Y Combinator, a seed stage venture firm that has invested in a whopping 118 startups since summer 2005, has to date only invested capital provided by its four founders: Paul Graham, Jessica Livingston, Trevor Blackwell and Robert Morris. Now they are raising $2 million in capital themselves, from Sequoia Capital and a number of prominent angel investors. Sequoia partner Greg McAdoo is leading the investment.
Sequoia and the angel investors (Ron Conway, Paul Buchheit and Aydin Senkut) aren’t investing directly in Y Combinator. Instead, they are putting money into a new entity, managed by Y Combinator, that will make investments in new startups going forward. In other words, Y Combinator won’t just be investing their own capital any more, and they’ve got a larger war chest to expand operations.
In the past Y Combinator has invested in 40 or so new startups a year. Investments are small ($5,000 + $5,000/founder) in exchange for around 6% of equity, and the startups are typically very early, usually idea stage. Still, they’ve had some notable successes. Several of the startups have been acquired – Reddit (by Condé Nast), Omnisio (by YouTube), Zenter (by Google), ClickPass (by Synthasite) Auctomatic (by Communicate) and others.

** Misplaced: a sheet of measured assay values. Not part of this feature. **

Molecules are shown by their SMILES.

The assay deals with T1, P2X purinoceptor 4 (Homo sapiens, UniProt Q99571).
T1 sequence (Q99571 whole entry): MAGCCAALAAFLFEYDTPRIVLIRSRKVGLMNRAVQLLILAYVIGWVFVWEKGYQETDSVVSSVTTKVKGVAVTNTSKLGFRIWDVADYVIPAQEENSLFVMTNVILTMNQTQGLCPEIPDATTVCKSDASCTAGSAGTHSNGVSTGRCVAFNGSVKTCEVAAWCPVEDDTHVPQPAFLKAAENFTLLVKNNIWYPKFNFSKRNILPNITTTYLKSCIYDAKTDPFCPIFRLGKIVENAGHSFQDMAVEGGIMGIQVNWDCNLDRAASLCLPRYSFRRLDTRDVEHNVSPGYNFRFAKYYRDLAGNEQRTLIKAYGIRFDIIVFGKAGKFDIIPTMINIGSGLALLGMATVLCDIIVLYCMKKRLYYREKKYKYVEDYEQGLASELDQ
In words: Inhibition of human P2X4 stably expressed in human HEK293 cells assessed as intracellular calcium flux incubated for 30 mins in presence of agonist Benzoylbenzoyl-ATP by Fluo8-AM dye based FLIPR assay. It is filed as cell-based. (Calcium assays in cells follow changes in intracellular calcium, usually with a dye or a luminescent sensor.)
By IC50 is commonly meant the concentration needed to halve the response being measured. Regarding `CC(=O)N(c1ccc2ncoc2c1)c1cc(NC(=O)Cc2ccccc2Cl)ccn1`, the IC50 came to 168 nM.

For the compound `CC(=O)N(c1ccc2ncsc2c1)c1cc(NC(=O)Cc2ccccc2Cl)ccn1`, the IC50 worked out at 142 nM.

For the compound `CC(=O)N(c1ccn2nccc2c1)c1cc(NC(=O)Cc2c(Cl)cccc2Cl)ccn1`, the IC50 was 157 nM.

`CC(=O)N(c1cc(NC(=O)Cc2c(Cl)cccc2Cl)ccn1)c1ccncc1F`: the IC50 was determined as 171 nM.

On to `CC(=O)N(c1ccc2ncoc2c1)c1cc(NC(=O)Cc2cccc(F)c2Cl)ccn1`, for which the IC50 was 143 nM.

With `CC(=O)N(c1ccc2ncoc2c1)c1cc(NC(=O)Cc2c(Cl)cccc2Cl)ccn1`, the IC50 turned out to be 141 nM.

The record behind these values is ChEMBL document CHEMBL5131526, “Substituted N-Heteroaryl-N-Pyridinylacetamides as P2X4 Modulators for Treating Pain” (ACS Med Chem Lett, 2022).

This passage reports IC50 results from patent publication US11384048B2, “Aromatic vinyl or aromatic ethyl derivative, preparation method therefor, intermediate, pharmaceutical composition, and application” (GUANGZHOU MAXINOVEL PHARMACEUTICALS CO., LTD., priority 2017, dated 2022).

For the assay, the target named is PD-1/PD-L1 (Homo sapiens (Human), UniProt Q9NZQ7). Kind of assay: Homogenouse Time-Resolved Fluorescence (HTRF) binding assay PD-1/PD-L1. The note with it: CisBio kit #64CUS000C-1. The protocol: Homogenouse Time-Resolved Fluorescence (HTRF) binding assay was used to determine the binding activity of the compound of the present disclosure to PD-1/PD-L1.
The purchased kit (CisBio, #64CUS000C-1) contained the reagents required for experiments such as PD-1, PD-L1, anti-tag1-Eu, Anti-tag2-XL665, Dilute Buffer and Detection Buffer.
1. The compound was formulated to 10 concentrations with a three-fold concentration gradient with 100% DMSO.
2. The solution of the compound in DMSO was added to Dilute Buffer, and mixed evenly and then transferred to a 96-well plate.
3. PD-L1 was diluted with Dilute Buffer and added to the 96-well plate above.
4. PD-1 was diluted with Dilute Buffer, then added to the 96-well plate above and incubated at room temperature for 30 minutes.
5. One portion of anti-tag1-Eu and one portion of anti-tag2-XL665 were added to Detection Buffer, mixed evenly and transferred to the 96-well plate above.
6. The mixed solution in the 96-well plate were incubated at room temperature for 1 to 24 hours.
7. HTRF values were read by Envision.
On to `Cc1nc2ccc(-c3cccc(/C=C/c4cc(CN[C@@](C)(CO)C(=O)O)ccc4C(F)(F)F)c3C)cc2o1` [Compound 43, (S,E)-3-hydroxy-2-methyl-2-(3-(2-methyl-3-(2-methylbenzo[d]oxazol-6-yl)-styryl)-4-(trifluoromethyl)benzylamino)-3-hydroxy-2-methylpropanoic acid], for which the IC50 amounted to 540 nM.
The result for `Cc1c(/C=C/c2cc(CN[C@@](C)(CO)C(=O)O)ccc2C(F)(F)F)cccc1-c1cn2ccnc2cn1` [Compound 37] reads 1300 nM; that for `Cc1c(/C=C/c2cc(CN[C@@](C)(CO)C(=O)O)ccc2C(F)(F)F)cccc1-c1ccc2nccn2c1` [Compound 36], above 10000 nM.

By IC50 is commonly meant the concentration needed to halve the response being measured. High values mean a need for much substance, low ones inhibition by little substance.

A number of Y Combinator’s current startups are doing very well, too. Their publicly launched portfolio includes: Reddit, Loopt, Scribd, Justin.TV, OMGPOP, Xobni, Disqus, Heroku, Dropbox, Posterous, Backtype, Clustrix and ZumoDrive, among others. Sequoia has invested in three Y Combinator startups in the past (Loopt, Clustrix and Dropbox).
The $2 million in new capital will go a long way for Y Combinator. They say they’ll increase the number of startups they invest in, from around 40/year to 60. But at an average investment of only about $15,000 per startup, that $2 million will last for about two years.
Y Combinator startups get a big head start in the competitive tech world. The founders, often just out of school (or still in school), get enough money to pay the bills for a few months as they work on their projects. They also get mentoring and polish from the Y Combinator team and a chance to present to prominent angel investors and venture capitalists at twice-yearly demo days (example). A surprising percentage of the startups go on to raise bigger venture rounds and become real companies. Many of the founders that fail come back and try again.
Y Combinator says that the investment by Sequoia and the angels won’t change how they do business (other a projected increase in the number of investments). The new investors won’t get any special investment rights in the new startups, or have any obligation to invest further in them. But it is a seal of approval in the Y Combinator model. And dozens more young founders will now get the chance to build their first startup.
Update: Y Combinator announces the news here.